Racism Claims Made in Council Debate on New Dr. King Street

Times Staff Writer

Amid charges of racism that set the stage for an emotional showdown next month, the San Diego City Council on Monday selected four streets and one freeway as possible thoroughfares to be renamed in honor of Dr. Martin Luther King Jr.

Broadening a recommendation from City Manager Sylvester Murray that the city rename a five-mile section of Euclid Avenue and 54th Street as Dr. King Avenue, the council added three other possibilities--Imperial Avenue, Market Street and California 94--that also will be considered next month when it again tackles the controversial issue.

In the month since Murray's recommendation, many homeowners and business owners along the stretch of Euclid Avenue and 54th Street have complained that the renaming would force them to alter personal checks, stationery and business letterheads--an inconvenience that, in some cases, could be costly.

However, Walter Porter of the Southeast San Diego Rotary Club told the council Monday: "The inconvenience of someone having to change their deed or the inconvenience of someone changing a letterhead is minuscule when you think of the contributions that Dr. King has made."

Councilman William Jones, whose predominantly minority district includes the suggested Euclid-54th route, argued that such complaints probably would be heard virtually any time a street is considered for renaming, and urged his colleagues to limit their choice to Murray's recommendation, rather than broaden the possibilities.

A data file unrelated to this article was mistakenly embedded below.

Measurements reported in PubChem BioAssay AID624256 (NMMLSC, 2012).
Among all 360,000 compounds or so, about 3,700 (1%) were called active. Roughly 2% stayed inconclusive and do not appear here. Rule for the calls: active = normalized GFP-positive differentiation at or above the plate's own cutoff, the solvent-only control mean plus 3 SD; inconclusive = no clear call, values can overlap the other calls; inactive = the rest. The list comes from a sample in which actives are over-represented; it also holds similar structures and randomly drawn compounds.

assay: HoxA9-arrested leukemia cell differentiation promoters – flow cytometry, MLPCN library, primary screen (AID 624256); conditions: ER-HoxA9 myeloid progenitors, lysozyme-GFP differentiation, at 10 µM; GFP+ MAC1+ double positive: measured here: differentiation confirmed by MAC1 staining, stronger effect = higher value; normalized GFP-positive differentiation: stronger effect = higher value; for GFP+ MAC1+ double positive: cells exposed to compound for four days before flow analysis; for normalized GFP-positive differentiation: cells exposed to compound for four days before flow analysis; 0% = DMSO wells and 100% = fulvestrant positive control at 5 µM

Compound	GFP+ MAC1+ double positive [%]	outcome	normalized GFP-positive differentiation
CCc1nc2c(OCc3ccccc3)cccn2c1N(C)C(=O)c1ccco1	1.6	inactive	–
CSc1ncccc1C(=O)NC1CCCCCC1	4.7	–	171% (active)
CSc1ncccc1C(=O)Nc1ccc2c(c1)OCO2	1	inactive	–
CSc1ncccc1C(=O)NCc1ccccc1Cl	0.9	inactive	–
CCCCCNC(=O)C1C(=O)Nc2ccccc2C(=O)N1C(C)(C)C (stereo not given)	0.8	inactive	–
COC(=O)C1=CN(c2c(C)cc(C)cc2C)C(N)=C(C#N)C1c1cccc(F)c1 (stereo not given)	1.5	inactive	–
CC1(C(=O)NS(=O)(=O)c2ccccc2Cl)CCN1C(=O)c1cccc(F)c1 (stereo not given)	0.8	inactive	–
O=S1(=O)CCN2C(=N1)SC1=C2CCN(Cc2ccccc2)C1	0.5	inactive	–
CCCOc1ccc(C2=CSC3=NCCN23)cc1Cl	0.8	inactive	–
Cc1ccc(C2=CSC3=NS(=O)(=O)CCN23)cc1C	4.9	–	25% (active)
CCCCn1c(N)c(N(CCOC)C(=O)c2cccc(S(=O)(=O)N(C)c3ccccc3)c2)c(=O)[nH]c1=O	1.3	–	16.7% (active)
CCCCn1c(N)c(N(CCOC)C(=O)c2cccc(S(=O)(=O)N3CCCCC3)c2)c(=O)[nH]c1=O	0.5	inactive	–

"With two, three or four streets, we're asking for a circus . . . with hundreds of people here," said Jones. "We're asking for a really difficult hearing."

Most council members and a number of black community leaders spoke favorably of the Euclid Avenue-54th Street proposal, noting that it is a major north-south street that passes through various ethnic communities. The five-mile section of the streets that would be renamed under Murray's proposal stretches from the National City border north to El Cajon Boulevard.

"It . . . also is representative of the kind of mix of population that I believe reflects the life and work of . . . Dr. Martin Luther King," said Dr. Howard Carey, executive director of Neighborhood House in Southeast San Diego. Other speakers noted that the street is a broad one, well-suited to parades and other events that could be staged to honor the slain civil rights champion.

Some council members, however, suggested that the possibilities to be considered at the council's April 22 meeting should not be limited to a single street.

Councilwoman Judy McCarty, for example, suggested that Imperial Avenue also be considered, noting that more than 300 residents who live on or near that street made such a request. McCarty's proposal passed, 5-3, with council members Abbe Wolfsheimer, Mike Gotch and Jones in opposition.